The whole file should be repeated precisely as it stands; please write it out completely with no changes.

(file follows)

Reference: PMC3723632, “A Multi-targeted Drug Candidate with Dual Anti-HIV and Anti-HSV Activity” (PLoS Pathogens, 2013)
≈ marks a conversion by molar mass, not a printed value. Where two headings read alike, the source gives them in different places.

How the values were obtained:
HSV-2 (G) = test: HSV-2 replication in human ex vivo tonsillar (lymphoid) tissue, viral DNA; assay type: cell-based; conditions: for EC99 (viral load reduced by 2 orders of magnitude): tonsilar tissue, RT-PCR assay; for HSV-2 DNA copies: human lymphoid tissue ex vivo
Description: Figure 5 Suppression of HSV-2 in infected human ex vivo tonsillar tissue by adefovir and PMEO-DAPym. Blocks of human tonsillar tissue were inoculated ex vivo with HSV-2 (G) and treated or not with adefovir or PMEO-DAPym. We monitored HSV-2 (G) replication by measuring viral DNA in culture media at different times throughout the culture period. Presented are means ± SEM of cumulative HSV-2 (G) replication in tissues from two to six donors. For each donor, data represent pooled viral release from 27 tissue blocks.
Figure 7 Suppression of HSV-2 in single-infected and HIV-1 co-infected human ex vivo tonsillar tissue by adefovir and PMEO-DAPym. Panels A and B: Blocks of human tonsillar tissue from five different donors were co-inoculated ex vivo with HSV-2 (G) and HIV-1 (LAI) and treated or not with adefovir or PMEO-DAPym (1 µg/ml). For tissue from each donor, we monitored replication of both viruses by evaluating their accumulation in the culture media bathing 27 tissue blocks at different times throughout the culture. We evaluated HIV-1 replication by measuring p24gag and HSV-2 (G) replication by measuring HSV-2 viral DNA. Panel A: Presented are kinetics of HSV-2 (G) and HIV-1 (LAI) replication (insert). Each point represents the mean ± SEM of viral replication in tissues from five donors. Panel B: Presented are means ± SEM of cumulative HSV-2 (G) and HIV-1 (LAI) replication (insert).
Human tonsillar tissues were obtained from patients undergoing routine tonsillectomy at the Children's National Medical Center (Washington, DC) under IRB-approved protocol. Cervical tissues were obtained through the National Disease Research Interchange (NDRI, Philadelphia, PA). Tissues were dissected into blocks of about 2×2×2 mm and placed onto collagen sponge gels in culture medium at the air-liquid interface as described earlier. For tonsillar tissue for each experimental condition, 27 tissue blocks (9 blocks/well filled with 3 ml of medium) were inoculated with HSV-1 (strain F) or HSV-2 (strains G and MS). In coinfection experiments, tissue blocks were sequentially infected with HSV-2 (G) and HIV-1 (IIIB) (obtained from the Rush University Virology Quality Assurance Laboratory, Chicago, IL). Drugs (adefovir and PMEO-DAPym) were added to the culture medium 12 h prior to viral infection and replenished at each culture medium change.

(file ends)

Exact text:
Reference: PMC3723632, “A Multi-targeted Drug Candidate with Dual Anti-HIV and Anti-HSV Activity” (PLoS Pathogens, 2013)
≈ marks a conversion by molar mass, not a printed value. Where two headings read alike, the source gives them in different places.

How the values were obtained:
HSV-2 (G) = test: HSV-2 replication in human ex vivo tonsillar (lymphoid) tissue, viral DNA; assay type: cell-based; conditions: for EC99 (viral load reduced by 2 orders of magnitude): tonsilar tissue, RT-PCR assay; for HSV-2 DNA copies: human lymphoid tissue ex vivo
Description: Figure 5 Suppression of HSV-2 in infected human ex vivo tonsillar tissue by adefovir and PMEO-DAPym. Blocks of human tonsillar tissue were inoculated ex vivo with HSV-2 (G) and treated or not with adefovir or PMEO-DAPym. We monitored HSV-2 (G) replication by measuring viral DNA in culture media at different times throughout the culture period. Presented are means ± SEM of cumulative HSV-2 (G) replication in tissues from two to six donors. For each donor, data represent pooled viral release from 27 tissue blocks.
Figure 7 Suppression of HSV-2 in single-infected and HIV-1 co-infected human ex vivo tonsillar tissue by adefovir and PMEO-DAPym. Panels A and B: Blocks of human tonsillar tissue from five different donors were co-inoculated ex vivo with HSV-2 (G) and HIV-1 (LAI) and treated or not with adefovir or PMEO-DAPym (1 µg/ml). For tissue from each donor, we monitored replication of both viruses by evaluating their accumulation in the culture media bathing 27 tissue blocks at different times throughout the culture. We evaluated HIV-1 replication by measuring p24gag and HSV-2 (G) replication by measuring HSV-2 viral DNA. Panel A: Presented are kinetics of HSV-2 (G) and HIV-1 (LAI) replication (insert). Each point represents the mean ± SEM of viral replication in tissues from five donors. Panel B: Presented are means ± SEM of cumulative HSV-2 (G) and HIV-1 (LAI) replication (insert).
Human tonsillar tissues were obtained from patients undergoing routine tonsillectomy at the Children's National Medical Center (Washington, DC) under IRB-approved protocol. Cervical tissues were obtained through the National Disease Research Interchange (NDRI, Philadelphia, PA). Tissues were dissected into blocks of about 2×2×2 mm and placed onto collagen sponge gels in culture medium at the air-liquid interface as described earlier. For tonsillar tissue for each experimental condition, 27 tissue blocks (9 blocks/well filled with 3 ml of medium) were inoculated with HSV-1 (strain F) or HSV-2 (strains G and MS). In coinfection experiments, tissue blocks were sequentially infected with HSV-2 (G) and HIV-1 (IIIB) (obtained from the Rush University Virology Quality Assurance Laboratory, Chicago, IL). Drugs (adefovir and PMEO-DAPym) were added to the culture medium 12 h prior to viral infection and replenished at each culture medium change.